Mohammed Zubair’s arrest is an inversion of justice

The arrest of journalist Mohammed Zubair in Delhi is pettiness, vengeance and repression let loose on a society once aspiring to be free. It is also a distillation of the way in which the Narendra Modi government draws energy from a thorough contempt for liberty, decency, constitutional values, and the opinion of the international community. The arrest comes just as the PM was singing paeans to Indian democracy in Munich, milking the Emergency way past its political expiry date and signing protocols on free speech. It is a reminder to the world that with this regime, you have to vigilantly watch what it does and not be duped by what it says.

Let us look at the larger political and institutional context of this story. The outfit that Mohammed Zubair helped run, Alt News, did sterling service for India’s democracy, holding onto the now elusive idea that facts might matter. His courage has been an inspiration. He brought to our attention the fact that Nupur Sharma, a high office-bearer of the ruling BJP, had engaged in a speech about Prophet Muhammad that could only be considered vile. There were communal riots in the wake of that speech and international condemnation of India. This column had argued that what made Nupur Sharma’s dangerous speech was that it expressed the sentiments of the ruling party (‘Beware of half victories’, IE, June 8). She should have been politically punished. But liberals should have resisted calling for her arrest and using FIRs because, in the long run, such moves only serve to weaken the free speech regime, and it makes the protection of free speech open to competitive communal mobilisation.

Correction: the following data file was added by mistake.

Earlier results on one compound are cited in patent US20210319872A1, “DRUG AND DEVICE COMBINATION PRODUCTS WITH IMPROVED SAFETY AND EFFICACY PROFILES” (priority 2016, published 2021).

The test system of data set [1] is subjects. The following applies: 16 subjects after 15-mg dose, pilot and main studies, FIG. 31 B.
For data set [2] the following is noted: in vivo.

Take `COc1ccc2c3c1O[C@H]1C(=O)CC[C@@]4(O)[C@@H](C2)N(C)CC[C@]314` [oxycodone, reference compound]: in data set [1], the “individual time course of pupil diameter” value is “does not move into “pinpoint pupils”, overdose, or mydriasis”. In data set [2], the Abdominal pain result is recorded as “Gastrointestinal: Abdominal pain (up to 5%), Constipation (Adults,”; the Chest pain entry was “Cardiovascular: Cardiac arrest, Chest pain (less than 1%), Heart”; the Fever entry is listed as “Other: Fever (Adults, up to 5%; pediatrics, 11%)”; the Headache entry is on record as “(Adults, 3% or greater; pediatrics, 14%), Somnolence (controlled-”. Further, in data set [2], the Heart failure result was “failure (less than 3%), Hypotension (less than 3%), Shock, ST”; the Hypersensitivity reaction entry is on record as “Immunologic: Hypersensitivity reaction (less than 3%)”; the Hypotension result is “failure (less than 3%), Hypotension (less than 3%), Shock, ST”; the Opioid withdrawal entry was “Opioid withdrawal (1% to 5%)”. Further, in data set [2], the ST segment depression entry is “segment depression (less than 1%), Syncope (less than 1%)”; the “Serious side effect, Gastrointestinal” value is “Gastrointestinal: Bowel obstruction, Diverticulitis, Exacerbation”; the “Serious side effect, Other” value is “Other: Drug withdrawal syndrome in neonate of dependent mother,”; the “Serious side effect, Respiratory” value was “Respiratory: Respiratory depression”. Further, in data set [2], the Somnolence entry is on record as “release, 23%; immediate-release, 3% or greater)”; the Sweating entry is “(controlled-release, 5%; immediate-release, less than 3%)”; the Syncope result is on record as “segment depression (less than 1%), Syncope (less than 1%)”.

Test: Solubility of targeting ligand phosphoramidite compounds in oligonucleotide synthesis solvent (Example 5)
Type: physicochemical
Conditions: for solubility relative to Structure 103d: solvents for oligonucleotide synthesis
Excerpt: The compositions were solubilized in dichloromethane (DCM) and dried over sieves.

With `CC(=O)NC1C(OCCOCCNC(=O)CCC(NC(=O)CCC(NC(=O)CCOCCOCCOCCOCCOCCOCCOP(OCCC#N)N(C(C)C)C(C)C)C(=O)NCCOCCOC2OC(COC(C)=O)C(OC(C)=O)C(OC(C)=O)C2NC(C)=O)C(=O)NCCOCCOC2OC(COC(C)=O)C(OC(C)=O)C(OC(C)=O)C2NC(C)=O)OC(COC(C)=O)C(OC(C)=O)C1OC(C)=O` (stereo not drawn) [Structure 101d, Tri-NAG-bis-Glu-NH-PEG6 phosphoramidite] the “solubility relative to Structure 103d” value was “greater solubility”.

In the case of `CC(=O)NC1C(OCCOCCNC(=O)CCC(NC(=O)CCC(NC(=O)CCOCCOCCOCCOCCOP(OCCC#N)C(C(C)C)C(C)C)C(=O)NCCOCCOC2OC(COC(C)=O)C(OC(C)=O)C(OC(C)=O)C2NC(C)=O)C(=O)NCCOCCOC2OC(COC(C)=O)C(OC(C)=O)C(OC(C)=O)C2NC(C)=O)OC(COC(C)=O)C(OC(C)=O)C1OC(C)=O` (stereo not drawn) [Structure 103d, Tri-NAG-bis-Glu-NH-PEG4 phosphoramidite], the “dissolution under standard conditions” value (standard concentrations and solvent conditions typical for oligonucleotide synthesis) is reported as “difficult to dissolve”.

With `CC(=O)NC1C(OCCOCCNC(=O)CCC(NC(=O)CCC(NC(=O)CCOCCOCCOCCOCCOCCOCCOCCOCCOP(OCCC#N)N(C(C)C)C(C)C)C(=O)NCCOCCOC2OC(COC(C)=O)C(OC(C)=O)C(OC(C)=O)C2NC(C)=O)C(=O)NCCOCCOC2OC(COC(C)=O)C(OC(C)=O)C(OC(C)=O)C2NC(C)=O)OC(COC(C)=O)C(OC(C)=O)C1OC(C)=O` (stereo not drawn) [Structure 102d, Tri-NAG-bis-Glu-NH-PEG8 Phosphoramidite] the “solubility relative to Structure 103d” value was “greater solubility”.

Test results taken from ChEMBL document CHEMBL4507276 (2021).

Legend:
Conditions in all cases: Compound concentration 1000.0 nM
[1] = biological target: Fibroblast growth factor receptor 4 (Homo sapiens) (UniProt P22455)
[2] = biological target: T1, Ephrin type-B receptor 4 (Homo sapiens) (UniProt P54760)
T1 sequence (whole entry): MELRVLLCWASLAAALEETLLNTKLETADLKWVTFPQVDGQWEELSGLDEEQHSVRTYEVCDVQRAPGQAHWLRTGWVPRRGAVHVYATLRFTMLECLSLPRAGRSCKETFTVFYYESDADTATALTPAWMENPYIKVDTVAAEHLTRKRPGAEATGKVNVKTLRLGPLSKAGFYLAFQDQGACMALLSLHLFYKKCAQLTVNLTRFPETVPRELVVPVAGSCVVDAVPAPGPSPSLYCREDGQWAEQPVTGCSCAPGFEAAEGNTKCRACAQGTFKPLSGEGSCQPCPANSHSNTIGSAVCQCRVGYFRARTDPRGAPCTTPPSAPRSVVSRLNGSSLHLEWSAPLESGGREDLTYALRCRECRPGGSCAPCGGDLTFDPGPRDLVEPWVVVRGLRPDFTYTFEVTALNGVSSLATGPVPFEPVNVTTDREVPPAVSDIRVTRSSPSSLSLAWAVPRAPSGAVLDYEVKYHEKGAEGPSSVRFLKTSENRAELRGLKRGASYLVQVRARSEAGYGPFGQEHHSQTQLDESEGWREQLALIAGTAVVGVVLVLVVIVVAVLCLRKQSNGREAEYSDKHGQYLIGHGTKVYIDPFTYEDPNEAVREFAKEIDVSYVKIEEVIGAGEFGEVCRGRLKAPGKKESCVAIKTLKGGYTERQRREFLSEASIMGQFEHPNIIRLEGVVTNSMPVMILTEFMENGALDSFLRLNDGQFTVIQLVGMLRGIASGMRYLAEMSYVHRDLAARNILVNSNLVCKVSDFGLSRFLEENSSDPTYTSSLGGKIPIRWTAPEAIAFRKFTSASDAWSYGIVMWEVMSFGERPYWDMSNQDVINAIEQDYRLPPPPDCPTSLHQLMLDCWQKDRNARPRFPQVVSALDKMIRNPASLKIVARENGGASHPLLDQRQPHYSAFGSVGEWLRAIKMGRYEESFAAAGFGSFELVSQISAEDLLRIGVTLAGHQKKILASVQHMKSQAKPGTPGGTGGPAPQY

Zubair’s arrest sends several messages. First, it is pure revenge, through and through. It was a matter of time before the Modi government unleashed a politics of revenge in the wake of its international humiliation. Second, the purpose is to keep the free speech debate hostage to communal politics. That he has been allegedly arrested for a 2018 tweet, which used a trope about a hotel from an old Hindi film, might make this case seem farcical. Surely, you might say, this case cannot be serious? But the purpose is to create a narrative of victimhood that our free speech regime allows Hindu gods to be mocked but not the Prophet. The farcical nature of the charge is designed to play on that card.

It might be pointed out that many purveyors of hate speech in the ruling party, even those who have directly incited violence, roam free. The government is selective in who it targets using Section 153 of the IPC. But this selectivity has its political functions. It underscores the point that the majority can act with impunity. Ministers can incite violence without consequence, but how dare a Zubair raise his voice? These arrests give wind to the fantasy of majoritarian impunity and privilege. Finally, it is common knowledge that Zubair’s crime was not mocking Hindu gods. It was to stand steadfast on one thing that makes this government tremble with fear and rage — facts. Perhaps Zubair will be lucky and a judge with an iota of professional competence will see through the farce of his arrest. But the signal is clear.